Lunch time is a dangerous time for Dayton. It’s during this period on many a day, as I eat my salad or sandwich, that I tend to contemplate mischief.
Yesterday was one such day.
Those of you into the whole meme thing know that they tend to come and go. Somewhere, somebody does something clever and/or funny and shares it to their circle of online friends, some of those friends share it with their friends and/or total strangers, and if the conditions are just right, said clever and/or funny thing suddenly finds itself going “viral.” Its ability to grab someone’s attention continues for a few days (or longer if it’s really nifty) before something else starts the vicious cycle all over again.
This past week, it was the “American Chopper” meme, which was actually created several years ago but is now enjoying renewed attention thanks to the recent announcement that the television show is returning to Discovery later this year.
Rather than explain the whole thing, here’s a handy link, which comes with several notable examples from this past week: Inverse.com: The 20 Best ‘American Chopper’ Memes.
So, that brings us to me, sitting there at lunch, eating my sandwich, and contemplating mischief. Fresh off our April Fool’s gag, I was looking for something new to goof around with, and because I like to cross my streams and mix my drinks when I ponder this kind of silly stuff, I immediately began contemplating how to apply the AC meme formula to a Star Trek joke.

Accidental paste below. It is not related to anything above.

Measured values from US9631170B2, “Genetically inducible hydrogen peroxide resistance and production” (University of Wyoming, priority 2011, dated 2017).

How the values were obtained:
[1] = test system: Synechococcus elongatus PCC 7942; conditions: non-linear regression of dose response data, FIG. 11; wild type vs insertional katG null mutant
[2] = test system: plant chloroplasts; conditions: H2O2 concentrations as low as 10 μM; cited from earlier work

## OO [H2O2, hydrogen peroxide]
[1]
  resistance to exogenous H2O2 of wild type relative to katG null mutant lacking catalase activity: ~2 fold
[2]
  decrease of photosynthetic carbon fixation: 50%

It didn’t take long:
No, it hasn’t “gone viral,” but I still had a bit of fun with own little social media circle.
For those of you who until today have remained blissfully unaware of this bit of lore which has been a target of spirited discussion within various segments of Star Trek fandom, the joke has its roots in a bit of long time lore which has carried with it the ability to “divide” different sects of Trek fandom. We’re basically talking about whether the familiar arrowhead “delta shield” symbol worn by Captain Kirk and the Enterprise crew during the original Star Trek series was intended to be an insignia just for that ship, or intended to represent a larger group if not Starfleet as a whole? In the later films and television series, everybody does indeed wear updated versions of the “arrowhead,” which by this point does represent all of Starfleet.
To be fair, there is evidence to support both sides of this discussion. Some people point to a footnote in Gene Roddenberry’s novelization of Star Trek: The Motion Picture that the Enterprise‘s successful return from its five-year mission, with Kirk being the first starship captain to bring back his ship and crew “relatively intact after such a mission,” was cause for celebration and tributes of various sorts.
Somewhere along the line, somebody attached to this bit of trivia the notion that this was the reason for the arrowhead changing from being “just for the Enterprise” to “all of Starfleet.” I am absolutely certain I’ve read this in some publication somewhere, but I’ve been unable to find it.** Despite this and in the interest of total fairness and honesty, I entertained this notion for a lot of years, mostly because I was a young, enthusiastic, geeky little fan who had no other info which might contradict it.